The Carbon Tax: The Clear Difference Between Labor and the Coalition
Posted on Sunday, 1 July 2012
Australians woke up today to three major changes that will hit households, businesses and the economy very hard.
The commencement of the carbon tax, changes to the private health insurance rebate and the start of the mining tax all mark today as a day of betrayal by Labor.
The carbon tax will damage the economy; the change to the private health insurance rebate will damage our health system; and the mining tax will harm future investment in our country.
The worst of these hits is the carbon tax.
The carbon tax will be an immediate hit on the household budgets of all Australians.
It will play havoc with household budgets as food, electricity, gas and the price of essentials all go up.
The impact of this tax will worsen over time – as the carbon tax is legislated to go up and up.
It will drive high electricity prices up even further with no relief in sight.
Charities, councils, schools, hospitals, small businesses, community groups, public transport operators, will be among the hardest hit. They will all carry the increased costs of this tax.
The carbon tax will harm the competitive position of Australia by increasing the cost of exports and acting as a reverse tariff. It will cost jobs and investment, at the worst possible time.
Some businesses will cling to temporary ‘carbon tax bailouts’ and ‘temporary exemptions’, but these will pass. For most businesses, the carbon tax will be an immediate burden that will benefit overseas competitors and imported goods, and make it even more difficult for Australian businesses to compete in the world.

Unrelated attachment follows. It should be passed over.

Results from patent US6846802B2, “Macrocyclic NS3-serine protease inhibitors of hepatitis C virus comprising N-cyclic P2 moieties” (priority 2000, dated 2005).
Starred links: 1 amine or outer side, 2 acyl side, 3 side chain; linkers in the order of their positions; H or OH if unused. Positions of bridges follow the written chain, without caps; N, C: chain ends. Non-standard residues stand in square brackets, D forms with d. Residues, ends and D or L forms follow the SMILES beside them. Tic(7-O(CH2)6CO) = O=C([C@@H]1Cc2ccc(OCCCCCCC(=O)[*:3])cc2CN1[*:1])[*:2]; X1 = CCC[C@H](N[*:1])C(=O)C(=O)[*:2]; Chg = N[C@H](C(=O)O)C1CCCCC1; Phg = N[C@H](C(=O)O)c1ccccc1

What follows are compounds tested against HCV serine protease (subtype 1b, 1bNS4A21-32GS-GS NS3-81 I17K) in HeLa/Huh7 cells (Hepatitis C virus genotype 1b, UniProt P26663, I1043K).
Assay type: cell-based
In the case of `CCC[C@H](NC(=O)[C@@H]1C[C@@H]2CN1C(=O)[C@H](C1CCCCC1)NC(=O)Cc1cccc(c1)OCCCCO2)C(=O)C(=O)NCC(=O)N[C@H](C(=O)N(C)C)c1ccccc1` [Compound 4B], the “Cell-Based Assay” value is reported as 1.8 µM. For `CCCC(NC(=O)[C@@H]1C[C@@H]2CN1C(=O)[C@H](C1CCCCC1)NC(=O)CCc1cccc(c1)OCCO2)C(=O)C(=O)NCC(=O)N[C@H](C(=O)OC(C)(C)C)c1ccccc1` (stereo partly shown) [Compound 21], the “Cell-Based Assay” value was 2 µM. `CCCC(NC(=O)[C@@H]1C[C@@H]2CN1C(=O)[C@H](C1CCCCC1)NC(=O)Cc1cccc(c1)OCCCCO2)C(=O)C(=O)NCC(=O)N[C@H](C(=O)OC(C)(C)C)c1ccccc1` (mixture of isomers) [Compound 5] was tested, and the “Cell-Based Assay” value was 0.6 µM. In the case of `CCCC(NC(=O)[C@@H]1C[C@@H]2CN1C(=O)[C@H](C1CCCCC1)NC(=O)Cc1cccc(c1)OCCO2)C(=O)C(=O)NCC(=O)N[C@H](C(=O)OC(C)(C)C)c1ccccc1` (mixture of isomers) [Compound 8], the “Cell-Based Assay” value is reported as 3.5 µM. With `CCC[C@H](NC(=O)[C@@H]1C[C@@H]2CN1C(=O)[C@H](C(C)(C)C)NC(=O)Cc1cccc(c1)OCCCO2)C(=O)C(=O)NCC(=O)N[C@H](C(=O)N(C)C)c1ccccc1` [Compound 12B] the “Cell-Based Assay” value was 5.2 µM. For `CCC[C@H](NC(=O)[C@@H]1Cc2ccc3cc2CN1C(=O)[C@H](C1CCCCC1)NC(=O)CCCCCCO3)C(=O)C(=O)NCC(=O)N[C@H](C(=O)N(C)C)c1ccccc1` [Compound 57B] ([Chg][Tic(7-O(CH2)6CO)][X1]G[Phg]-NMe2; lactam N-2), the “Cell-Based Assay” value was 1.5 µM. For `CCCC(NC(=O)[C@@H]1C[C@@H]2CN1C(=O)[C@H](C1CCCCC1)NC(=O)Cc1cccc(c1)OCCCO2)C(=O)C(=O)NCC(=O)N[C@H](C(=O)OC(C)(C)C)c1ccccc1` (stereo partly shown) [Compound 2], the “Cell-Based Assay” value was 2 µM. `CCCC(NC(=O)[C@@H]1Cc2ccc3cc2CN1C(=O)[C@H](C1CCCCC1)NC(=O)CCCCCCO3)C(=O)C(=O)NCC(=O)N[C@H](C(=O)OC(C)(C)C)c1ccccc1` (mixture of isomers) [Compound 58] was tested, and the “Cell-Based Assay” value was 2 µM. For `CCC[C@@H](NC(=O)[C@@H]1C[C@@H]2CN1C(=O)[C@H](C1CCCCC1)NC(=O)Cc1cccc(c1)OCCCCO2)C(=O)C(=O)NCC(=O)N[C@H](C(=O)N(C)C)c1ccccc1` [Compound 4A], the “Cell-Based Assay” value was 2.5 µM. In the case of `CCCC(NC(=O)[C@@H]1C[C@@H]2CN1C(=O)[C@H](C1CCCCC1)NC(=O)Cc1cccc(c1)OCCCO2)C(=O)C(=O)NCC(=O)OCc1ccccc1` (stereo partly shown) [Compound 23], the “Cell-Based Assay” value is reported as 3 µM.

By the government’s own figures the carbon tax will reduce Australia’s GDP by a cumulative total of one trillion dollars by 2050. That’s like shutting down the country for a year.
For all the economic carnage, the carbon tax won’t help the environment with Australia’s domestic emissions expected to rise eight per cent by 2020.
The longer the carbon tax is in place, the worse the impacts will be on families and the economy. That’s why, if elected, I will move quickly to implement the Coalition’s Plan to Abolish the Carbon Tax. It is a plan that starts with action on the first day and sees legislation abolishing the carbon tax introduced into Parliament on the very first sitting day after the election.
Abolishing the carbon tax is at the heart of the Coalition’s plan to get Australia back on track.
Unlike the Prime Minister, I mean what I say: there will be no carbon tax under a government I lead.
1 July 2012